This is not a book I would reach for — at least not one that I would have reached for.
I usually do not read fantasy novels and would prefer to not read a book that jumps between character perspectives. However, I was gifted an OwlCrate subscription from a family member and this was the book that came in it.
For those unfamiliar, OwlCrate is a monthly subscription box for books. The subscriber receives a copy of a book that is being released that month. It comes signed and has an exclusive cover to OwlCrate. Each month has a theme around the book.
Crown of Feathers was the pick for February 2019 and the theme was whimsical beasts. Curious about what else I received in my OwlCrate? Here is a link to my “book-stagram.”
Crown of Feathers by Nicki Pau Preto begins with a world that is filled with people struggling after the war between the Phoenix Riders and the empire. The story jumps between three different character perspectives: those of Veronyka, Tristan and Sev. I personally do not like when authors choose to do this. Only a few novels I have read have been able to pull it off. For me, in order for that to be successful, I need to be interested in each of the different perspectives and their storylines, as well as have the feeling of the character coming to life.
All three of these characters are an “animage,” which means that they are able to communicate with animals through their minds while also being able to send different types of energy to them, which can sway the animal’s decisions. The goal of an animage is to bond with a phoenix and become a Phoenix Rider. All three of the characters struggle in their own way to achieve this goal.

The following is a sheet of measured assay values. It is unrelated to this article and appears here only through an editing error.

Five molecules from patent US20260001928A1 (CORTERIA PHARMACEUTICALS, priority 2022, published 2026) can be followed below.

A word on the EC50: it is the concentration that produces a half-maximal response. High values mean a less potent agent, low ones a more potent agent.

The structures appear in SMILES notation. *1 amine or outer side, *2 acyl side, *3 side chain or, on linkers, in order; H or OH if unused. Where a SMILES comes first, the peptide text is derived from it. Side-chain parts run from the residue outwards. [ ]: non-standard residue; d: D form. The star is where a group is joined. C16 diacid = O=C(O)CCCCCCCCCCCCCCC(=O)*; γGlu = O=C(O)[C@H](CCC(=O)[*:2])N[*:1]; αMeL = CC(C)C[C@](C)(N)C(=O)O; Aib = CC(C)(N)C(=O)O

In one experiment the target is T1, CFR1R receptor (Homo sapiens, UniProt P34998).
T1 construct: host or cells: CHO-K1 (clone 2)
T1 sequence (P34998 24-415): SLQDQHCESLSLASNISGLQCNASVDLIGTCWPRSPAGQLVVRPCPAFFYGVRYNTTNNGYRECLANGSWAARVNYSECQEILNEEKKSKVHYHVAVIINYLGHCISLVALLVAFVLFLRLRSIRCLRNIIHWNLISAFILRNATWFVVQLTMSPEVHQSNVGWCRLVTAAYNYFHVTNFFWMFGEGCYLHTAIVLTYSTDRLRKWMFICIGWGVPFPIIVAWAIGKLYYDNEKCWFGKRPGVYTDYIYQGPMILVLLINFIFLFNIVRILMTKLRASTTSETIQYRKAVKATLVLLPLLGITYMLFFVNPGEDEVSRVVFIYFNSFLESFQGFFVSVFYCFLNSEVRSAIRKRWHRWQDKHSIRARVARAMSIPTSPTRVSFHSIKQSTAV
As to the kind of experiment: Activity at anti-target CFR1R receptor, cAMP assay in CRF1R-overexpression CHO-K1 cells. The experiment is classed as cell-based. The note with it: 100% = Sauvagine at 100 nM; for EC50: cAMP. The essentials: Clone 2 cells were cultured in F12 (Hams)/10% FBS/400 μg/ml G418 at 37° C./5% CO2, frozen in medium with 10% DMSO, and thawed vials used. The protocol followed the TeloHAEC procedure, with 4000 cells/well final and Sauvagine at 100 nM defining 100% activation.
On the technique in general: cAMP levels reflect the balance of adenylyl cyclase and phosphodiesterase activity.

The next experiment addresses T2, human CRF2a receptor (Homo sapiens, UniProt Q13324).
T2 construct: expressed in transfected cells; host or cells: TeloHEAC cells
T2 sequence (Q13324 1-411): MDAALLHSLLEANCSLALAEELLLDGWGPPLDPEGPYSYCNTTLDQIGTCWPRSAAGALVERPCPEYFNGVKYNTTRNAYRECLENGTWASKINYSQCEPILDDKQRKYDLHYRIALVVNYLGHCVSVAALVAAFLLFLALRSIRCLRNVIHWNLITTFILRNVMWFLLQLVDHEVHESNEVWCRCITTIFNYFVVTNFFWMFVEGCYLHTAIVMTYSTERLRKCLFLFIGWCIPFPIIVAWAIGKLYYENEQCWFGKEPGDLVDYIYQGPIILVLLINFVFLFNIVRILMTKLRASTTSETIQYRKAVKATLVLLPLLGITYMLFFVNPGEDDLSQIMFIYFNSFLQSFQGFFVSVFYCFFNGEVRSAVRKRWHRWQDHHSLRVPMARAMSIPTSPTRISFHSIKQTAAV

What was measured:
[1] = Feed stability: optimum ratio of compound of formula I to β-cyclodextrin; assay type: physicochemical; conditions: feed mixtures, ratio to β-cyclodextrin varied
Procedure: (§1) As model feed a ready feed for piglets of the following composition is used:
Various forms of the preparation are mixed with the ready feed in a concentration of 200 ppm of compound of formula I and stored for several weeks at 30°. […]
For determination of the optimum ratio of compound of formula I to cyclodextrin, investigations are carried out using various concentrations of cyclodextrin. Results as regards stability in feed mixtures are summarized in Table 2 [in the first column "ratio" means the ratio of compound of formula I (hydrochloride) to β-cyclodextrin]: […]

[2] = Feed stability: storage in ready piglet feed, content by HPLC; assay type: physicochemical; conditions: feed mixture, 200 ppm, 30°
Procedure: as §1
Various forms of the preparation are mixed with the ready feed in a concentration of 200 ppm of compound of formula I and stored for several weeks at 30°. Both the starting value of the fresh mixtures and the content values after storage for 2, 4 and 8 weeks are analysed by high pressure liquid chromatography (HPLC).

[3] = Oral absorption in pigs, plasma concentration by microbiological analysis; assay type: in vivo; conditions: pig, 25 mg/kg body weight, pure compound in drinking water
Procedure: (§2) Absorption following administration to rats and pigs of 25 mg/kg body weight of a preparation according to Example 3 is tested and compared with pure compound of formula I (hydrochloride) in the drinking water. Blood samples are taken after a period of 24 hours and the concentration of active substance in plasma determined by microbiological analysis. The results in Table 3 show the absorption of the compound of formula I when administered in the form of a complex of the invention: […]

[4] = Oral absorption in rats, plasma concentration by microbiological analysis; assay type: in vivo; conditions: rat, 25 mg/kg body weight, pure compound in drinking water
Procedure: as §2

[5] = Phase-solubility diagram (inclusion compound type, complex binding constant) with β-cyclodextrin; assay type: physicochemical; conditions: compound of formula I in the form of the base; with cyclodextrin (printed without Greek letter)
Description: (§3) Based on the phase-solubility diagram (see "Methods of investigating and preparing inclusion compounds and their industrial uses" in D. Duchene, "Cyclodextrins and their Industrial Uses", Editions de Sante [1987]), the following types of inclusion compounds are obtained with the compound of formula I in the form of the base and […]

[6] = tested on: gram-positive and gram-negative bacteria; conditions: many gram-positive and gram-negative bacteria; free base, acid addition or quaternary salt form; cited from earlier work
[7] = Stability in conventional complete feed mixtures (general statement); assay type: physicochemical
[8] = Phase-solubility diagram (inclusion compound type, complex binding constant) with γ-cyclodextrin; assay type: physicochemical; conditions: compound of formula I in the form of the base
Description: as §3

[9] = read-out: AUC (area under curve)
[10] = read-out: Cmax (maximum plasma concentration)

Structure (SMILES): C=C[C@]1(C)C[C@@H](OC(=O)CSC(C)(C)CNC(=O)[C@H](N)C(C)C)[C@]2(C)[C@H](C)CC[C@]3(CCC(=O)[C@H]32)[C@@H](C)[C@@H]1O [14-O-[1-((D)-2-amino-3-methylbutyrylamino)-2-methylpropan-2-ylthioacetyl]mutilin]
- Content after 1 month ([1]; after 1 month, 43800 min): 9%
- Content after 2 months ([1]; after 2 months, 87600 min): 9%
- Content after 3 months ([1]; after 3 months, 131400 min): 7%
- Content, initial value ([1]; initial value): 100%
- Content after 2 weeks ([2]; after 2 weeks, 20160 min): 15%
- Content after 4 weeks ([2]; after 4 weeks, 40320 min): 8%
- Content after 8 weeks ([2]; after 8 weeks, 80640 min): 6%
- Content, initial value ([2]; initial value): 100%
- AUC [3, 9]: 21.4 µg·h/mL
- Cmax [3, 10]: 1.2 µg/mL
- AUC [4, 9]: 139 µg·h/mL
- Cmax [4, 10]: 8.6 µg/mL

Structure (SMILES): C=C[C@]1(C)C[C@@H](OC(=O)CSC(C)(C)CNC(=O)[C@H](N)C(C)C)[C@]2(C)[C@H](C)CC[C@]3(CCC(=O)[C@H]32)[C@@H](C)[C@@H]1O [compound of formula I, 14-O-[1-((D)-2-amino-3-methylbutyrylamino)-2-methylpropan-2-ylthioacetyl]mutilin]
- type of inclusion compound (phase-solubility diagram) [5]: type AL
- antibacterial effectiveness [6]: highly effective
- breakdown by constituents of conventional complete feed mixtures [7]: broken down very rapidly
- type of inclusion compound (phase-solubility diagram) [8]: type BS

My favourite character was Veronyka. She is compassionate, brave and driven. She uses her ability to help and would never force an animal to do anything it did not want to do. She is filled with hope throughout the book and believes that everything would work itself out. She is determined to form that future for herself and she believes nothing can prevent her. Although there were two other perspectives, I did not feel as connected to them as I did when reading through Veronyka.
I would rate this book a three out of five. I enjoyed it, but I would have enjoyed it even more if it stuck with one perspective. However, I found it to be quite original to have dwelt on phoenixes instead of the overly written mystical beast, the dragon.